Patient Information Sheet
Scabies is an infestation of the skin by the microscopic eight-legged mite Sarcoptes scabiei. It produces intense itching that often wakes people up at night. Itchy 1 mm papules and vesicles appear commonly on the palms, sides of the fingers, nipples, and especially the genitals. The vesicles can also occur on any other part of the skin. It should not occur above the neck. 60% of the mites occur on the hands.
There is a rare variant called Norwegian scabies that affects the head and scalp producing thick scaly crust. It looks uncharacteristic of scabies and can be misdiagnosed. It usually occurs in people with immune deficiency such as AIDS.
Sometimes people suffer emotionally unnecessarily. Look, this is a treatable disease that should leave no long lasting results. But the idea of hundreds of little bugs crawling on the skin is distressing to some people. That is a misunderstanding. First, you cannot see the mites. That requires a microscope. Secondly, the distance the mite crawls in its lifetime is about 1-2 mm. They are not crawling around all over you. It's more that they are sitting there. You spread them by scratching. The mites rely on scratching. That's why the hands are affected.
Contracting scabies usually requires prolonged skin-to-skin contact with an infested person. Sharing a bed, holding hands, touching hands as in handshakes, and sexual contact are common ways people get scabies. I had a patient who got scabies on her hands working as a cashier in a grocery store and passing money back and forth by hand to customers.
It is also possible to get scabies from infested bed linens, sleeping bags and sharing towels. In World War II, large numbers of people were sleeping in bunk beds in subway stations. A study was done on infested sheets such that the sheets were not changed and multiple people used the beds in succession. They found that 1 person in 300 got scabies this way. But I do see this here in Bozeman usually when an out of town visitor comes and shares a sleeping bag or towels.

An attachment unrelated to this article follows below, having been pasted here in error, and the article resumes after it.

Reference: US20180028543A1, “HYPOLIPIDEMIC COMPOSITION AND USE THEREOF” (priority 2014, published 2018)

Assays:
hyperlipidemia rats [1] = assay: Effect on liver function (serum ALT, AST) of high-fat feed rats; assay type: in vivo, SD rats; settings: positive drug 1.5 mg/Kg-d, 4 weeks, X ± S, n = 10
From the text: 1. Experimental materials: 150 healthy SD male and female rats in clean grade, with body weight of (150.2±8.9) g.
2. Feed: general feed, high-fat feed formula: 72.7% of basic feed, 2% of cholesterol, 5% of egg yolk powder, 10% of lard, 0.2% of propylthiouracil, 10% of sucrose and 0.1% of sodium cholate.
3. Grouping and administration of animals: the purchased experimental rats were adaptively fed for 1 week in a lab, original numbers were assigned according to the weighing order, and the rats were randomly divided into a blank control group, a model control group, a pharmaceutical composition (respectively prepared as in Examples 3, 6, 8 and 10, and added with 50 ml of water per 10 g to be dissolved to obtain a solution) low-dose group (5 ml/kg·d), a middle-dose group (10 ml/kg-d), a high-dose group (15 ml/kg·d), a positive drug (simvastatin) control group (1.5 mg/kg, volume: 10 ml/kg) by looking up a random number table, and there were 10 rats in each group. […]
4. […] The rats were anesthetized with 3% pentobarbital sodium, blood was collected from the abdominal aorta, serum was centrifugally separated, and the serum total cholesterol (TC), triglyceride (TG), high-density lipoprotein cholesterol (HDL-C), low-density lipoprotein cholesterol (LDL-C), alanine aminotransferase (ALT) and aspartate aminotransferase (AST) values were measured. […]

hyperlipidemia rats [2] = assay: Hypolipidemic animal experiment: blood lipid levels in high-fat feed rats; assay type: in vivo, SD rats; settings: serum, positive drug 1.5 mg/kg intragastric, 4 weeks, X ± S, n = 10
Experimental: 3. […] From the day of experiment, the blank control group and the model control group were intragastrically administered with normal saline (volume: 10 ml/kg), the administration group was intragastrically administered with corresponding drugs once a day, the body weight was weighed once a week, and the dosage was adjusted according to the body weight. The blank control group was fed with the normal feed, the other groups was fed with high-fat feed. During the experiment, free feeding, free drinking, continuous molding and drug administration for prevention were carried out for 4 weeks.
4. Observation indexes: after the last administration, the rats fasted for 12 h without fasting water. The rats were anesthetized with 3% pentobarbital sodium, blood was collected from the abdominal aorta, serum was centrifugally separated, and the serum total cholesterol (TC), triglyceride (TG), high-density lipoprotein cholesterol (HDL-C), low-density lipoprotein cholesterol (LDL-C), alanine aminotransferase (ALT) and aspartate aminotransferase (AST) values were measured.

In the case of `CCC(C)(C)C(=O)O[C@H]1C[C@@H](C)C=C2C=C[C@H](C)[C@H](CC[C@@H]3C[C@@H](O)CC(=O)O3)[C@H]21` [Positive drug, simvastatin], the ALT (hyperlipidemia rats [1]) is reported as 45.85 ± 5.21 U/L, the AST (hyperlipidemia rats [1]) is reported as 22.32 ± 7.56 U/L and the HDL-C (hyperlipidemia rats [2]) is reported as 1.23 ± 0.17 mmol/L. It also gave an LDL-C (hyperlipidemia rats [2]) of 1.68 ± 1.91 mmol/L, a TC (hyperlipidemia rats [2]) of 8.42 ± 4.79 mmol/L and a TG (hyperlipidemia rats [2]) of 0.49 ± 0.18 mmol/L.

The mites tend to be in the roof of the vesicles. The female mite crawls from the skin of person to another person. After about 53 minutes of skin-to-skin contact, the mite crawls onto the skin of the second person. She burrows into the thin outer layer of dead skin and lays her eggs. After an incubation period of about 1 week, there may be 5 to 10 females laying eggs. In two months there are 50 mites. In three months there are 100 to 200 mites.
The infestation is limited to the locally affected area that itches. They do not crawl into you mouth or get inside your body into your blood or internal organs. The infestation is strictly limited to the outer layer of dead skin, which is thinner than a piece of paper.
The hallmark symptom of scabies is itching. But, it is not because the mites are biting or stinging you. What happens is that about a month after initial contact, your immune system becomes allergic to the foreign proteins of the mites kind of like getting allergic to poison ivy. In fact, scabies can look a little like poison ivy rash.
The point at which you start to notice itching is a month after you contracted scabies. So, think back to what was going on then. Also, check family members. It is likely others have become infested and you should all be treated at the same time. Think back to those you have contacted. Consider warning them that if they get itchy, they should see their doctor. Scabies can spread around the community, especially nursing homes, hospitals, and institutions.